Music producer Tetsuya Komuro, 49, was arrested last week on suspicion of defrauding an investor of 500 million yen by concluding a contract for the transfer of copyrights he did not own. He is suspected of pretending he owned the copyrights to 806 tunes and concluding a 1 billion yen sales contract with a buyer. Although most of the 806 tunes were written by Komuro, he was not authorized to transfer the copyrights under a contract with a music publishing firm.
During his heyday in the 1990s, Komuro was the 4th richest person in Japan, earning 10 billion yen from the sales of his music. At the time of his arrest, he was wearing a T-shirt worth 990 yen. What happened to all his money?
“He must have at least 1.5 billion yen in debts,” said a showbiz insider. “He borrowed money from underground lenders at 60% interest rate.”
Komuro's extravagant spending habits are said to have started just after he became a star. A friend close to him in Los Angeles said, “He used to travel in first class all the time. He would buy all the seats around him so he could have privacy. He often said, 'No problem, no problem. It's just 20 million yen.'”
Another friend said, “One time when he invited me to his house in LA, he opened a suitcase full of money and distributed it to guests and staff. He handed over the money to us, saying, 'You can use as much as you want. But please get receipts.' It was weird. Some people got 10 million yen that day. One person got enough to buy a Ferrari.”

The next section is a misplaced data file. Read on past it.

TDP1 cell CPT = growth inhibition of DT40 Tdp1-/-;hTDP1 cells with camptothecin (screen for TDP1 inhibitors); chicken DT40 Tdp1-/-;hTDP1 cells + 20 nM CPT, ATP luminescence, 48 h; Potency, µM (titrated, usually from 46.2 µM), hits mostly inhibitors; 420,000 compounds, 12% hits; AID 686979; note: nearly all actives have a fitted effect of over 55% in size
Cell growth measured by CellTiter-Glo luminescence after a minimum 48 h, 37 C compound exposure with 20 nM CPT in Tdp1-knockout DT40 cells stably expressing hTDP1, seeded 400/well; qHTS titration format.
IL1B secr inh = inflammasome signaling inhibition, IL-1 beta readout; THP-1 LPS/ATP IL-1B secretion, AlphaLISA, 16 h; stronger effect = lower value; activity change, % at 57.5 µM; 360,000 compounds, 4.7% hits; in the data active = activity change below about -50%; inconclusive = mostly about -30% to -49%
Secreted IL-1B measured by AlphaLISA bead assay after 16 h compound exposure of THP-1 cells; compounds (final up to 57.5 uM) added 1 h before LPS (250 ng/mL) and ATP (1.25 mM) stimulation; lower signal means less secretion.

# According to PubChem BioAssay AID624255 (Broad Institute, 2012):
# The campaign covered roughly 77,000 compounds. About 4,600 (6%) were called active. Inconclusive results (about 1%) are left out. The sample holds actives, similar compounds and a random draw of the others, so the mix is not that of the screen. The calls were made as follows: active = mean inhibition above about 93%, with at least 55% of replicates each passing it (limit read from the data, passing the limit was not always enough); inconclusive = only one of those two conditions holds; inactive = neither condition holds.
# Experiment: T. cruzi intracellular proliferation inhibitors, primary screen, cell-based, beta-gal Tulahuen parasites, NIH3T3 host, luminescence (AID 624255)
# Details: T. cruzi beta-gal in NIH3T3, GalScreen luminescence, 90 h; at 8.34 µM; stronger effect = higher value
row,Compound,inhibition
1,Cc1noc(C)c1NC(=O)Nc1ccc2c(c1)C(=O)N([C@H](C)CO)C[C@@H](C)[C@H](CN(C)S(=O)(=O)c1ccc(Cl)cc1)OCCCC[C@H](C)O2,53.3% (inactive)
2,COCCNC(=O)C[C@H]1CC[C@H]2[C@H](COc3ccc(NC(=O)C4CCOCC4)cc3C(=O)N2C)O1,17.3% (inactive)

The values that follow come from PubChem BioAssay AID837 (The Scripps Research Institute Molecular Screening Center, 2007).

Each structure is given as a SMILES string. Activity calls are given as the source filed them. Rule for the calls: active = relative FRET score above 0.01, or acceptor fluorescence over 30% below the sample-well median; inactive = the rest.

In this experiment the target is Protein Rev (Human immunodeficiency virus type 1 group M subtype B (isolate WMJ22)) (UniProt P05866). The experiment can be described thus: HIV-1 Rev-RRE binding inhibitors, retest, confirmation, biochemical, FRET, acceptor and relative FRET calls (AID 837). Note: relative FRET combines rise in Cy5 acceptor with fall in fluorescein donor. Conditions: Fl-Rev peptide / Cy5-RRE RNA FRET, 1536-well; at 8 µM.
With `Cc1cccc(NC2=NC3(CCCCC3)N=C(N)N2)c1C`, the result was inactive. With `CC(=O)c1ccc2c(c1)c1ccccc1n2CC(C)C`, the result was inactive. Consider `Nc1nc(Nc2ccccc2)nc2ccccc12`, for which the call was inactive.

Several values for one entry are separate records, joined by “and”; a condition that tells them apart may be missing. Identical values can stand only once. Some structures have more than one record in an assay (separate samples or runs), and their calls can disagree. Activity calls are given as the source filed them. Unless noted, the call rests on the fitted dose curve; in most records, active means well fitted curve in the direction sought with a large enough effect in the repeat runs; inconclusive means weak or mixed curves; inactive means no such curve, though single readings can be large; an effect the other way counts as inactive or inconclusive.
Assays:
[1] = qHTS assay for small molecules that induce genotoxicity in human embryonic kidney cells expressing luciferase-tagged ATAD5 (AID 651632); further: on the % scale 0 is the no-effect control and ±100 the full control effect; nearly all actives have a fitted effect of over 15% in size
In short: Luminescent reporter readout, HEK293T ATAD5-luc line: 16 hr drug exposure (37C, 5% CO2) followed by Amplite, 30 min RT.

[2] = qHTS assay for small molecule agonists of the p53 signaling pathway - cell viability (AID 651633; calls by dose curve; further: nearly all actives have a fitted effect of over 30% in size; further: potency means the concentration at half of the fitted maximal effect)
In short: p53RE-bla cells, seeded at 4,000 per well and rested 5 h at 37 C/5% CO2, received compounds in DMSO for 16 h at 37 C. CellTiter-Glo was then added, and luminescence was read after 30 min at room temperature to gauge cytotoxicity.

Komuro started to run into trouble in 1998 when he launched an agency in Hong Kong to try and spread his music in Asia.
“We advised him against it when he suggested a new business in China because there is no intellectual property protection there," said one of Komuro's business partners. "The business environment in China is totally different from Japan. But he didn't listen to us and launched his venture in China.”
Komuro soon invested a large part of his fortune in the business in China but right away lost the majority of his investment. The friend says, “He set up an entertainment training school in Shanghai. But it was soon taken over by the local mafia. Although Komuro didn't admit it, I guess he let his Chinese business partners handle all the arrangements.”
Komuro's music agency in Hong Kong was listed on the stock market. But its stock price plummeted to almost half of its original price. A source close to Komuro says he incurred 7 billion yen debts as a result.
The failure of his business in China was just the beginning of his increasing debts. In 2001, he divorced his first wife Asami, who was a member of the singing group “dos,” after just 10 months of marriage. Komuro had to pay 700 million yen in palimony. In 2002, Komuro married his current wife Keiko, who is a vocalist of his own music group “globe.”
However, his debts still piled up. Even worse, music label Avex has decided to suspend sales of two CDs of ''globe,'' scheduled for release by the year's end. (Translated by Taro Fujimoto)© Japan Today